The deadliest skin cancer, melanoma, accounts for only 4% of skin cancers. This type of cancer often spreads to the lymph nodes and internal organs. While melanomas have a variety of physical appearances, they are most often pigmented lesions greater than 0.6 mm (about the size of a pencil eraser) in diameter. They may show a range of colors and generally have an irregularly-shaped, asymmetrical border. Melanoma can be cured by surgical removal if detected before spread to other organs has occurred. About 95% of melanomas can be cured when the cancer is limited to the outermost layer of the skin, but the prognosis is poor when melanoma has spread to other parts of the body.

Other, rare types of skin cancer make up less that 1% of all skin malignancies. Examples of these rare tumors include Paget’s disease of the skin, Merkel cell carcinoma, and cutaneous lymphoma.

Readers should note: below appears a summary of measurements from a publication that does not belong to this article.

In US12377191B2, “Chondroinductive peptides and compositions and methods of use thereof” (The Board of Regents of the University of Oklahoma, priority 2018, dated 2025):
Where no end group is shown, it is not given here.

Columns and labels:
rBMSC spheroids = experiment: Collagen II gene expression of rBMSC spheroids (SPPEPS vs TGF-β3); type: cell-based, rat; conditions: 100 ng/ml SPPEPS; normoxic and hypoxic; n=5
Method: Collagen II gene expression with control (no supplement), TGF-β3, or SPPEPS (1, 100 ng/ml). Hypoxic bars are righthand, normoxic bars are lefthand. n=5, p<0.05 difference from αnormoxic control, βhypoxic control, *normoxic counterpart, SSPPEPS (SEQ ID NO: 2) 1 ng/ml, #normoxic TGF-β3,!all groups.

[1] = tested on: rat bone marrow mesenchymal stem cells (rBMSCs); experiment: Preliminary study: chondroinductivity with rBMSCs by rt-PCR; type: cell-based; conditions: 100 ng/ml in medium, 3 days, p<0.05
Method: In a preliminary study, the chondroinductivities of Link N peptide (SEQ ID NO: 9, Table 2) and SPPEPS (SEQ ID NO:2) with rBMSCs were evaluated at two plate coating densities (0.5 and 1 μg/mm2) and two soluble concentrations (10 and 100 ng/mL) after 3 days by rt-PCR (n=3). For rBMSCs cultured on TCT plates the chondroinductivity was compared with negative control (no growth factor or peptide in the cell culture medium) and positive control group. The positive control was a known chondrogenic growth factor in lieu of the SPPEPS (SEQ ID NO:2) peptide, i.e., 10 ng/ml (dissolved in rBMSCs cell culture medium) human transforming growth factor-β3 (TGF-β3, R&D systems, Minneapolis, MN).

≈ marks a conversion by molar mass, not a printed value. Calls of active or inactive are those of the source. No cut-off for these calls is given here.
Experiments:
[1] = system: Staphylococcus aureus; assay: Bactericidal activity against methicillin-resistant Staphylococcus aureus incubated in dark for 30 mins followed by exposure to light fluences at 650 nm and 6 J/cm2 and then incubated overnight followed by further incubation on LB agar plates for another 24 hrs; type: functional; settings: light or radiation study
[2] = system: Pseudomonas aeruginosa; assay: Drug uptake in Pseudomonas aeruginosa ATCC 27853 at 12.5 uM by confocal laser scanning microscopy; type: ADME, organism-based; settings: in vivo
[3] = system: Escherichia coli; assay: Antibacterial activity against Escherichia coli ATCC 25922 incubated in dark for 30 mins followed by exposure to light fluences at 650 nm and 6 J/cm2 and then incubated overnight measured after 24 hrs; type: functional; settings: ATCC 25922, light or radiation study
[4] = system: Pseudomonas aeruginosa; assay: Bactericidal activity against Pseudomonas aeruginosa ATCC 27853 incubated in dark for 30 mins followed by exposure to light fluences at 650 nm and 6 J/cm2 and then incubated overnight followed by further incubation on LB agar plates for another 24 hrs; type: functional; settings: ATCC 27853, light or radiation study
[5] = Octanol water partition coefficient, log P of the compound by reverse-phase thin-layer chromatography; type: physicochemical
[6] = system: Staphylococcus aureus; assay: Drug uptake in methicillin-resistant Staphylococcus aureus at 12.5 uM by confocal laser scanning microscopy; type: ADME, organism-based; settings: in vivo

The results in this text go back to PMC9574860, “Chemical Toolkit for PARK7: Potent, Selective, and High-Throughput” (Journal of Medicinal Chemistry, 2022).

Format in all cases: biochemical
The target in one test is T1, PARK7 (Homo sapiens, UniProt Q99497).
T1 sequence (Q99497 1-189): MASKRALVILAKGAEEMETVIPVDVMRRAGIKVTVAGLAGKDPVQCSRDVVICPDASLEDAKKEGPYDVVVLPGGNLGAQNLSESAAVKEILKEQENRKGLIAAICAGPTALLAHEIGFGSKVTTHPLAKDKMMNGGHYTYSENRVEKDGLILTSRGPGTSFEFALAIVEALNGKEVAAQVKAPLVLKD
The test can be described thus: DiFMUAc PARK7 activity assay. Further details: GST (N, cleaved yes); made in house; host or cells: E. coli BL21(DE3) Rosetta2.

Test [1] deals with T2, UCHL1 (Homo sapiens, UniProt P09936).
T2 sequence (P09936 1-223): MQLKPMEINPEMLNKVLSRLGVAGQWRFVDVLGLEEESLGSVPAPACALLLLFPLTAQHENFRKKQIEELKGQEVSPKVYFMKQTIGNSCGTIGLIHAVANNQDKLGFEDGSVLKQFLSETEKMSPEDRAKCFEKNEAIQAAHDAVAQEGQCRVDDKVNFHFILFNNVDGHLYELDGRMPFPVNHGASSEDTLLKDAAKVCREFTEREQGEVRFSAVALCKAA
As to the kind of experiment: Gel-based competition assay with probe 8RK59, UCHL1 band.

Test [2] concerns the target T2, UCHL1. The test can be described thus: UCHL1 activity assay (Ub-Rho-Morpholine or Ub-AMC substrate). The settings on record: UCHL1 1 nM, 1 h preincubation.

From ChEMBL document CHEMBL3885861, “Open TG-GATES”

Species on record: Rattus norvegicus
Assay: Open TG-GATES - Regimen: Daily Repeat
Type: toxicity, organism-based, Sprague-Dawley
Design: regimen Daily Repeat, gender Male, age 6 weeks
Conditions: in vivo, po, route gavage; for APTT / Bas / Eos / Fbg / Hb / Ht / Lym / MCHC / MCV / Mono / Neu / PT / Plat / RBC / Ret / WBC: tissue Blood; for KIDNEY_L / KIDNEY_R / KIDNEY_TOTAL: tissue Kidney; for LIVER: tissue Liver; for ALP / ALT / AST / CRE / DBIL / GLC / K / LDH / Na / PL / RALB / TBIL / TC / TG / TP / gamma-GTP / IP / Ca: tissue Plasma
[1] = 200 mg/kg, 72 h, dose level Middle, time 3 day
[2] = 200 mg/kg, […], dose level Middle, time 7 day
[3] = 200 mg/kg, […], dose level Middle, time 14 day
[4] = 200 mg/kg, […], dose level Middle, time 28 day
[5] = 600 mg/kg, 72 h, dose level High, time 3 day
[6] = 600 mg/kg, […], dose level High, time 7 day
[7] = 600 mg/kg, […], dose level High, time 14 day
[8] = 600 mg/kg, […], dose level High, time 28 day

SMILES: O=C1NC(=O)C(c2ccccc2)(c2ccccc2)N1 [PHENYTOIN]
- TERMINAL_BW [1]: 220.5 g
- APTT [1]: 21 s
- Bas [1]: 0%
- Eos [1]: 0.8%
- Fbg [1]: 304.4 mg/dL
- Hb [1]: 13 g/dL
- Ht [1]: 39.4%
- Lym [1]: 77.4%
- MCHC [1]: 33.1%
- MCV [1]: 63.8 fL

Early detection is essential for successful treatment of skin cancers. You should consult your doctor if you have any suspicious skin changes or lesions including:

  • moles that have changed in appearance, bleed, or become itchy
  • new moles or sores
  • ulcers that do not heal
  • moles that have grown or exhibit unusual changes

Avoidance of sun exposure and use of appropriate sunscreen products are the best ways to prevent all skin cancers.
Last Editorial Review: 12/26/2006

 

©1996-2011 MedicineNet, Inc.

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WebMD – Sunscreen: Are You Really Covered?

Posted by 4love2love on June 25, 2011

Our experts debunk sunscreen myths — plus a top dermatologist reveals her favorite sunscreens.
By Ayren Jackson-Cannady
WebMD the Magazine – Feature
Reviewed by Karyn Grossman, MD

Now that summer’s in full swing, it’s time to make sure you’re fully protected from sun. But what kind of sunscreen should you buy? How long should you keep it? And just what are the factors for skin cancer anyway? In this special feature, we answer the top myths about sunscreen, bring you a top dermatologist’s sunscreen recommendations, and offer a quick way for you to assess your own chances of getting skin cancer.